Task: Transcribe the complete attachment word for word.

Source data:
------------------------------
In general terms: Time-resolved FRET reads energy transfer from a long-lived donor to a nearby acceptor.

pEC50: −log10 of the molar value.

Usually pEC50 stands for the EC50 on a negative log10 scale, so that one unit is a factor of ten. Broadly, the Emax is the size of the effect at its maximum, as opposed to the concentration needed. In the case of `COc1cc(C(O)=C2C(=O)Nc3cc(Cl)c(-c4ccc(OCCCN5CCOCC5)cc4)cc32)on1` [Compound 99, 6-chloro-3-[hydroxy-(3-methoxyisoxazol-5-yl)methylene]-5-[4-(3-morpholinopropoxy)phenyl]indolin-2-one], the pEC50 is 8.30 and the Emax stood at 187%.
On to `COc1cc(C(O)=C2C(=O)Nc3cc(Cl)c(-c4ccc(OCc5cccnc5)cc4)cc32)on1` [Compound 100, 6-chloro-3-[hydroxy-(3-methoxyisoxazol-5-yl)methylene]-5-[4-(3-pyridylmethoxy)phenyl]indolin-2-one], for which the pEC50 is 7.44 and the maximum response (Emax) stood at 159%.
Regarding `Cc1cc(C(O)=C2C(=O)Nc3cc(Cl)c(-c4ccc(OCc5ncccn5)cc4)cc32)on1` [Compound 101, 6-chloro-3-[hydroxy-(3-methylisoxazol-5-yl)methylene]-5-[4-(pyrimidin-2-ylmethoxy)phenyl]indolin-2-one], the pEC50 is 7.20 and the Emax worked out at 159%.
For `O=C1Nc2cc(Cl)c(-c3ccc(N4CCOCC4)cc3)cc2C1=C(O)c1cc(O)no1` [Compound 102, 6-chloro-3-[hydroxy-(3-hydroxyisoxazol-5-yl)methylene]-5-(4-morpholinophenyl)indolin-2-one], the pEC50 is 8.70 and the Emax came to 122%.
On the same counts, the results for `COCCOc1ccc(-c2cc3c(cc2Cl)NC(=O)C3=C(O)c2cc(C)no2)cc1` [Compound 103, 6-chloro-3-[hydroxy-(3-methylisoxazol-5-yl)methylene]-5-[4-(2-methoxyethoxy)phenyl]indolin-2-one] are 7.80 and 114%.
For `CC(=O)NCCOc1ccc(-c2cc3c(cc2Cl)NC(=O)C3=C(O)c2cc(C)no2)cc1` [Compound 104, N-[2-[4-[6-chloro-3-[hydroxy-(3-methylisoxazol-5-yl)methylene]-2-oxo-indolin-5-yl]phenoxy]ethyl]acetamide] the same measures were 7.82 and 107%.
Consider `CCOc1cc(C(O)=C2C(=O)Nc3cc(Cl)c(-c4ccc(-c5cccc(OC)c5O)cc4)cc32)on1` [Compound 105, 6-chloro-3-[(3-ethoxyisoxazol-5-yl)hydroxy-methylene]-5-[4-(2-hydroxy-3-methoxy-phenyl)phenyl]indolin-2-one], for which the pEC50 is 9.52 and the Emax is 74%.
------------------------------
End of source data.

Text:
In general terms: Time-resolved FRET reads energy transfer from a long-lived donor to a nearby acceptor.

pEC50: −log10 of the molar value.

Usually pEC50 stands for the EC50 on a negative log10 scale, so that one unit is a factor of ten. Broadly, the Emax is the size of the effect at its maximum, as opposed to the concentration needed. In the case of `COc1cc(C(O)=C2C(=O)Nc3cc(Cl)c(-c4ccc(OCCCN5CCOCC5)cc4)cc32)on1` [Compound 99, 6-chloro-3-[hydroxy-(3-methoxyisoxazol-5-yl)methylene]-5-[4-(3-morpholinopropoxy)phenyl]indolin-2-one], the pEC50 is 8.30 and the Emax stood at 187%.
On to `COc1cc(C(O)=C2C(=O)Nc3cc(Cl)c(-c4ccc(OCc5cccnc5)cc4)cc32)on1` [Compound 100, 6-chloro-3-[hydroxy-(3-methoxyisoxazol-5-yl)methylene]-5-[4-(3-pyridylmethoxy)phenyl]indolin-2-one], for which the pEC50 is 7.44 and the maximum response (Emax) stood at 159%.
Regarding `Cc1cc(C(O)=C2C(=O)Nc3cc(Cl)c(-c4ccc(OCc5ncccn5)cc4)cc32)on1` [Compound 101, 6-chloro-3-[hydroxy-(3-methylisoxazol-5-yl)methylene]-5-[4-(pyrimidin-2-ylmethoxy)phenyl]indolin-2-one], the pEC50 is 7.20 and the Emax worked out at 159%.
For `O=C1Nc2cc(Cl)c(-c3ccc(N4CCOCC4)cc3)cc2C1=C(O)c1cc(O)no1` [Compound 102, 6-chloro-3-[hydroxy-(3-hydroxyisoxazol-5-yl)methylene]-5-(4-morpholinophenyl)indolin-2-one], the pEC50 is 8.70 and the Emax came to 122%.
On the same counts, the results for `COCCOc1ccc(-c2cc3c(cc2Cl)NC(=O)C3=C(O)c2cc(C)no2)cc1` [Compound 103, 6-chloro-3-[hydroxy-(3-methylisoxazol-5-yl)methylene]-5-[4-(2-methoxyethoxy)phenyl]indolin-2-one] are 7.80 and 114%.
For `CC(=O)NCCOc1ccc(-c2cc3c(cc2Cl)NC(=O)C3=C(O)c2cc(C)no2)cc1` [Compound 104, N-[2-[4-[6-chloro-3-[hydroxy-(3-methylisoxazol-5-yl)methylene]-2-oxo-indolin-5-yl]phenoxy]ethyl]acetamide] the same measures were 7.82 and 107%.
Consider `CCOc1cc(C(O)=C2C(=O)Nc3cc(Cl)c(-c4ccc(-c5cccc(OC)c5O)cc4)cc32)on1` [Compound 105, 6-chloro-3-[(3-ethoxyisoxazol-5-yl)hydroxy-methylene]-5-[4-(2-hydroxy-3-methoxy-phenyl)phenyl]indolin-2-one], for which the pEC50 is 9.52 and the Emax is 74%.